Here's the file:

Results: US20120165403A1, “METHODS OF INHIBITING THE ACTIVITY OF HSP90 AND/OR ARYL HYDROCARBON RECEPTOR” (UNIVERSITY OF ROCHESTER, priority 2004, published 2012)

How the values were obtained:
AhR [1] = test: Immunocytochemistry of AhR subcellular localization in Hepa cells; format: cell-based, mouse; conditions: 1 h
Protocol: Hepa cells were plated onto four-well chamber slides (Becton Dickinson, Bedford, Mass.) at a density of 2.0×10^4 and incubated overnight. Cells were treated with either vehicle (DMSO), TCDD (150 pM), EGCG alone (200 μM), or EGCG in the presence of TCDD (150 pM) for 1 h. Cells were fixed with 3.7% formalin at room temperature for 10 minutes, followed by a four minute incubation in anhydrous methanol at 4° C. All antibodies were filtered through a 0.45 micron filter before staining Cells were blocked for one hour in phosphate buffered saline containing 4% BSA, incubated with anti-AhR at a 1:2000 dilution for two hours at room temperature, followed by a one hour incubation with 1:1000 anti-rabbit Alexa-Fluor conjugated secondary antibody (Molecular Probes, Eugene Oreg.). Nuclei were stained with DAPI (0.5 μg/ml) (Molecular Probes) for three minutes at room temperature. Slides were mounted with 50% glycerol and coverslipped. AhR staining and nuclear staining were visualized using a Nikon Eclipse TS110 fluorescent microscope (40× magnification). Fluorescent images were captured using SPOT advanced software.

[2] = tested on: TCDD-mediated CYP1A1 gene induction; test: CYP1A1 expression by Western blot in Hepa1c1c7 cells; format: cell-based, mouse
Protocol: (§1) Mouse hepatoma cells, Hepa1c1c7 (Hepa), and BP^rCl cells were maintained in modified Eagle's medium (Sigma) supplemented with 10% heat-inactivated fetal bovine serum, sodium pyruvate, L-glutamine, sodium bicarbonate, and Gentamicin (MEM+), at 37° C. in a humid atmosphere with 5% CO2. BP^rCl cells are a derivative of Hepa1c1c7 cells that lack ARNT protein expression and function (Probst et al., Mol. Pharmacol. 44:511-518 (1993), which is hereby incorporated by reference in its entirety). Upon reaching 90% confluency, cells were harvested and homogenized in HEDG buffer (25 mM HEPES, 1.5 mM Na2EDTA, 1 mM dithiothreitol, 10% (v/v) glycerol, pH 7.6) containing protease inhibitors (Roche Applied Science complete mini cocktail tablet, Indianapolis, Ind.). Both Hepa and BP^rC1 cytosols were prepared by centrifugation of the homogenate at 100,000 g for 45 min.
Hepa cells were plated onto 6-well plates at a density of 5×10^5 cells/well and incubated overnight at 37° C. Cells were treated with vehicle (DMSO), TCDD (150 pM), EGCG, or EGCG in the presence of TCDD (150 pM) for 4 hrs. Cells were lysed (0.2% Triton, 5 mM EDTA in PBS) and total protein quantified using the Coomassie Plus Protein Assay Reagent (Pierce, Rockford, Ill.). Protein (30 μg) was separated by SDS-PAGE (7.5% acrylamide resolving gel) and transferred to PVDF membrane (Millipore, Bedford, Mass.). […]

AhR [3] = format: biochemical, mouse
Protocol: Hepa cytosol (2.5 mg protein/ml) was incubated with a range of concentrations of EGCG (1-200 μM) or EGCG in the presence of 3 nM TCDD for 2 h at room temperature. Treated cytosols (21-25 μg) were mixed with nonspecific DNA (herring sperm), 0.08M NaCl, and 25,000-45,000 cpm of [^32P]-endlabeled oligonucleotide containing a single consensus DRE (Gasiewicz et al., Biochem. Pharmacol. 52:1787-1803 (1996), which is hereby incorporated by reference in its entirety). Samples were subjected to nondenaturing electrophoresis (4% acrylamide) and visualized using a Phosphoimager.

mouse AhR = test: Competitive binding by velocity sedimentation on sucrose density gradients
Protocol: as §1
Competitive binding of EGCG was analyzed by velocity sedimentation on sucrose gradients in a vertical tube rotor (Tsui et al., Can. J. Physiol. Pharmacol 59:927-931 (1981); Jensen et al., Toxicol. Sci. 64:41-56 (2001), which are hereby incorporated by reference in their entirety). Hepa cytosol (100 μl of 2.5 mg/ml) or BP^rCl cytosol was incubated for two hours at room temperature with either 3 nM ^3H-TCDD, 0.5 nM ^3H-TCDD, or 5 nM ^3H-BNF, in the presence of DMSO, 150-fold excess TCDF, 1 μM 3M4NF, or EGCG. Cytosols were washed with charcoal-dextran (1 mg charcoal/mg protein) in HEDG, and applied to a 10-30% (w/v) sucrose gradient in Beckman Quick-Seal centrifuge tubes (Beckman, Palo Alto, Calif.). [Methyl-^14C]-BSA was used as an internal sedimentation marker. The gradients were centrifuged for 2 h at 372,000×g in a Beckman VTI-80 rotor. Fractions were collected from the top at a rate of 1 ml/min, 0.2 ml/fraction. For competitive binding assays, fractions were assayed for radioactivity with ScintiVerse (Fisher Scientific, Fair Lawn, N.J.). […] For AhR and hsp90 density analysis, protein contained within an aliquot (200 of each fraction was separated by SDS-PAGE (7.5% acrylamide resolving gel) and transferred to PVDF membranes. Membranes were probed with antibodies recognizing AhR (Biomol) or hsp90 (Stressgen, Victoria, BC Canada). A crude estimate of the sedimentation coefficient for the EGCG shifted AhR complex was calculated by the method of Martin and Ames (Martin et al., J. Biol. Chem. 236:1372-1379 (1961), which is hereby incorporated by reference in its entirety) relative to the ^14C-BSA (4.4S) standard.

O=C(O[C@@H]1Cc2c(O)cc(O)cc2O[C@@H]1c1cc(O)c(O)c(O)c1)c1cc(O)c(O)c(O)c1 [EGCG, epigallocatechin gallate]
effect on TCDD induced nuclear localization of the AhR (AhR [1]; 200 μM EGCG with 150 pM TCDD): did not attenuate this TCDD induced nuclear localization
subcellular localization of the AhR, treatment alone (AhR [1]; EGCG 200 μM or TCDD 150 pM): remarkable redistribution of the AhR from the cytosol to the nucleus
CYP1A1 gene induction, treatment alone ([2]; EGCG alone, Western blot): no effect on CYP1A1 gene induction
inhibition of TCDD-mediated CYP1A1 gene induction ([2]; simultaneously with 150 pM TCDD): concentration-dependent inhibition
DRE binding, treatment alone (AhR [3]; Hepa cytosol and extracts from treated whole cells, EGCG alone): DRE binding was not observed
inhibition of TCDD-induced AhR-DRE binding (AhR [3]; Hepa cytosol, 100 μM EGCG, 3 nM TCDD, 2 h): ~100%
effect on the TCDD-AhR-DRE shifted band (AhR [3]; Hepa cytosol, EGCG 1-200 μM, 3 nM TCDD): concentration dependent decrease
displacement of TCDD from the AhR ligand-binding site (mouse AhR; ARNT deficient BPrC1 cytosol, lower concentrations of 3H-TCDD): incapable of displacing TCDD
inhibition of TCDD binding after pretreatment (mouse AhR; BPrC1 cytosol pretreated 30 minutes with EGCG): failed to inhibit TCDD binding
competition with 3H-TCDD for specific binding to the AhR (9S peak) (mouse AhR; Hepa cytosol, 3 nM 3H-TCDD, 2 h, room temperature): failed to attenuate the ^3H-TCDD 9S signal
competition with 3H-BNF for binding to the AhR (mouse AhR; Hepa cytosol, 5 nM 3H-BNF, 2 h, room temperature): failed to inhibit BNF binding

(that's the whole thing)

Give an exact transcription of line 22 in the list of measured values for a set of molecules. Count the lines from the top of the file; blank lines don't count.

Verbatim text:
inhibition of TCDD binding after pretreatment (mouse AhR; BPrC1 cytosol pretreated 30 minutes with EGCG): failed to inhibit TCDD binding